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Thu Apr 9, 2020, 07:56 PM

Model suggests how airborne coronavirus particles spread in grocery store aisles

[link:https://www.livescience.com/how-coronavirus-spreads-grocery-stores.html|

Based on their findings, the researchers recommend avoiding busy indoor spaces

Scientists in Finland have modeled how small airborne viral particles spread in a grocery store setting, which may help us better understand the spread of the new coronavirus.

For the study, researchers at Aalto University, the Finnish Meteorological Institute, the VTT Technical Research Centre of Finland and the University of Helsinki used a supercomputer to simulate the spread of small viral particles leaving a person's respiratory tract through coughing. They simulated a scenario in which a person coughs in a store aisle between shelves, and took into account ventilation.

They found that, in this situation, an aerosol "cloud" spreads outside the immediate vicinity of the person coughing, and diluted as it spreads, the authors said. But this process takes up to several minutes, and in the meantime, a person who walks by could in theory inhale the small particles.

More at link.

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Reply Model suggests how airborne coronavirus particles spread in grocery store aisles (Original post)
SheltieLover Apr 9 OP
mitch96 Apr 9 #1
brewens Apr 9 #3
mitch96 Apr 9 #10
SheltieLover Apr 9 #13
greenjar_01 Apr 9 #2
Totally Tunsie Apr 9 #5
Sherman A1 Apr 9 #6
Totally Tunsie Apr 9 #4
no_hypocrisy Apr 9 #7
SheltieLover Apr 9 #14
PoindexterOglethorpe Apr 9 #8
greenjar_01 Apr 9 #9
PoindexterOglethorpe Apr 9 #11
greenjar_01 Apr 9 #18
EllieBC Apr 9 #15
durablend Apr 9 #12
SheltieLover Apr 9 #16
SheltieLover Apr 9 #17

Response to SheltieLover (Original post)

Thu Apr 9, 2020, 08:01 PM

1. Which only confirms my practice of being the first one in the grocery store when it opens...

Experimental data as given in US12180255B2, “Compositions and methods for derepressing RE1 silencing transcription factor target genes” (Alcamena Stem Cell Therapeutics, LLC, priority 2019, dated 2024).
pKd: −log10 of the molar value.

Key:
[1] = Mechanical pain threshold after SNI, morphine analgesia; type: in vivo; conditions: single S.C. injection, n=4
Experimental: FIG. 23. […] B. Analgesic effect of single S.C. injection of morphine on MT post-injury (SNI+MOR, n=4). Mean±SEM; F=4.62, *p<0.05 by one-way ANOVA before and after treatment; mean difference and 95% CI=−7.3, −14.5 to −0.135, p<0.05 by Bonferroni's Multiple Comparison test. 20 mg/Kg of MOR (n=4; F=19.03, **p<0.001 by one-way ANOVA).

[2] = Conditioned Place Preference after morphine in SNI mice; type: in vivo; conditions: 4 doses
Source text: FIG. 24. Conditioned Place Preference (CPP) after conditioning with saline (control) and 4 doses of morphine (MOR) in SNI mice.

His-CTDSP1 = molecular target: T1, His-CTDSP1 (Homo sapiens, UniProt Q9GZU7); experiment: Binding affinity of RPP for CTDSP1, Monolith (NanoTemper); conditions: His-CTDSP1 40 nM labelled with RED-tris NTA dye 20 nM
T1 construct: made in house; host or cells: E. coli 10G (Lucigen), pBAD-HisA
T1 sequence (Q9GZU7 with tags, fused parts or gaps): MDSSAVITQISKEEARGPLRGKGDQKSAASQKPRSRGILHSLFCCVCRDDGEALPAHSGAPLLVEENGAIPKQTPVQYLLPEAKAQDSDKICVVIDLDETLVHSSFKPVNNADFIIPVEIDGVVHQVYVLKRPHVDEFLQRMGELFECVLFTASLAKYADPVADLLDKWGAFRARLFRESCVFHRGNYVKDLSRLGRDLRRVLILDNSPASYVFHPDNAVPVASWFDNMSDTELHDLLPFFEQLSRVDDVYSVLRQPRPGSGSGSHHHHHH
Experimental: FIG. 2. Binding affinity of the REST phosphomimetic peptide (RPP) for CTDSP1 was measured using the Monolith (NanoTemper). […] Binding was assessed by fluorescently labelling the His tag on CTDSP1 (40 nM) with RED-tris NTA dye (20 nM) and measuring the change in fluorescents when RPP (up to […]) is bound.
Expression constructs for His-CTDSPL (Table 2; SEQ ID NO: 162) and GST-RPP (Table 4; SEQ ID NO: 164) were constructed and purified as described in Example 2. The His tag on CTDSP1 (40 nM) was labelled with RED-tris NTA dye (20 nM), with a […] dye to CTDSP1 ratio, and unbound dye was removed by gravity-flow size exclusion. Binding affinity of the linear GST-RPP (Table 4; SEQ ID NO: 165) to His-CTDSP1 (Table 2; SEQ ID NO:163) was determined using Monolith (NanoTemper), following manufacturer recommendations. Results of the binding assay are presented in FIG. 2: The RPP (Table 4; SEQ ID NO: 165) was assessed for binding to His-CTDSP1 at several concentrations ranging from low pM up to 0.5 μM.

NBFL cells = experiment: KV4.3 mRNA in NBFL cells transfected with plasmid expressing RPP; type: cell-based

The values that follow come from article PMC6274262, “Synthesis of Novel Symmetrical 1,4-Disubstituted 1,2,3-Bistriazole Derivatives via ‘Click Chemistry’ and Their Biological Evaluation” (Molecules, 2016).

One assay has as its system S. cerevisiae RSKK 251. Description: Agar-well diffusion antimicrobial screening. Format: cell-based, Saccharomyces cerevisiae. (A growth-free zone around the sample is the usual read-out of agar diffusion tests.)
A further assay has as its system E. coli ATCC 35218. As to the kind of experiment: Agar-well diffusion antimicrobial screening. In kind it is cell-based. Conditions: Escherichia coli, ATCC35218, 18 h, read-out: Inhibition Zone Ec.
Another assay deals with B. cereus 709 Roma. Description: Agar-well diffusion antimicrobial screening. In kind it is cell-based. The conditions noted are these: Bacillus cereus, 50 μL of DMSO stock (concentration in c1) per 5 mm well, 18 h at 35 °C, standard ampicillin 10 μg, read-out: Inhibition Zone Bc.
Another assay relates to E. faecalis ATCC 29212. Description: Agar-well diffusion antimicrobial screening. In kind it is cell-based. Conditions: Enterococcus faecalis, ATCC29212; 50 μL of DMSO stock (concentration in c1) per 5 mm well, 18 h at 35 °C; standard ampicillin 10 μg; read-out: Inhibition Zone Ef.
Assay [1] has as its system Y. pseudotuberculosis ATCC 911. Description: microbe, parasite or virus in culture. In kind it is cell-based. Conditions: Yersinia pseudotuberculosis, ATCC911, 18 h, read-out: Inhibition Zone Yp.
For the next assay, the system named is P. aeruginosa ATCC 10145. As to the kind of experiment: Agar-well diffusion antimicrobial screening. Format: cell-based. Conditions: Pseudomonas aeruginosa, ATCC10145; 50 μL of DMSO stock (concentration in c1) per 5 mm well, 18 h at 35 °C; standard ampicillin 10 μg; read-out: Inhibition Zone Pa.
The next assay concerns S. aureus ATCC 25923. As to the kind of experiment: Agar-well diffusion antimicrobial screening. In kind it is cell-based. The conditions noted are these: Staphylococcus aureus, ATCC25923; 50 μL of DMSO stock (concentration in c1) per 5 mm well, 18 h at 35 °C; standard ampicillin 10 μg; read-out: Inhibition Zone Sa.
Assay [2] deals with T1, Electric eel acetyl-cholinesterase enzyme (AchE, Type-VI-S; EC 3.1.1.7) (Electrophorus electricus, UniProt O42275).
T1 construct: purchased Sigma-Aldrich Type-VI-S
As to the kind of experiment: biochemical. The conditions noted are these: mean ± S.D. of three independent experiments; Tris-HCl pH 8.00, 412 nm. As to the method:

I'm fortunate that the little Spanish grocery near me is almost totally empty at 7am when it opens..I'm out by 7:15 with everything I need... BTW these little shops have everything including meats dairy fish veg and the beloved TP...
m

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Response to mitch96 (Reply #1)

Thu Apr 9, 2020, 08:08 PM

3. My store usually has about five to eight people waiting, so I hang back and let them

get in and spread out. I keep a close eye out for anyone coughing too. I'll watch that crowd a little closer after seeing this.

I have another smaller store that's not bad which I pass on my morning walks sometimes. They open at six and usually no one is around. That's where I can duck in and grab a quick emergency item. I just need to remember to take a mask and gloves on my walk.

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Response to brewens (Reply #3)

Thu Apr 9, 2020, 10:06 PM

10. People, places and things will get ya.... Avoid if possible and If you can't make it quick

Sanitize and wash your hands when you get home...... twice!!
m

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Response to mitch96 (Reply #1)

Thu Apr 9, 2020, 10:35 PM

13. Excellent strategy!

Wish I had one near me. Glad you are staying safe!

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Response to SheltieLover (Original post)

Thu Apr 9, 2020, 08:03 PM

2. Pffft

FOH.

There's no real evidence that there have been significant infections from grocery store visits.

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Response to greenjar_01 (Reply #2)

Thu Apr 9, 2020, 08:12 PM

5. greenjar - Please see #4 below and offer

your thoughts if you wish. I'm looking for the answer myself.

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Response to SheltieLover (Original post)

Thu Apr 9, 2020, 08:09 PM

4. I've been searching for information about how long an exposure is needed to COVID

for one to catch it. Today I found an article relating to doctors' exposures that I hoped answered the question, but your article casts doubt on that again. Are we exposed long enough in a grocery aisle? What to believe???

Here's what I found...just place yourself in the doctor's role:

https://www.ama-assn.org/delivering-care/public-health/doctors-heres-what-do-if-youre-exposed-covid-19

Brief interactions with patient

Physicians and other health professionals who are not using all recommended PPE and have brief interactions with a patient, such as a quick conversation at a triage desk, are considered at low risk. This is regardless of whether the patient with COVID-19 was wearing a facemask.


Walked by, but no direct contact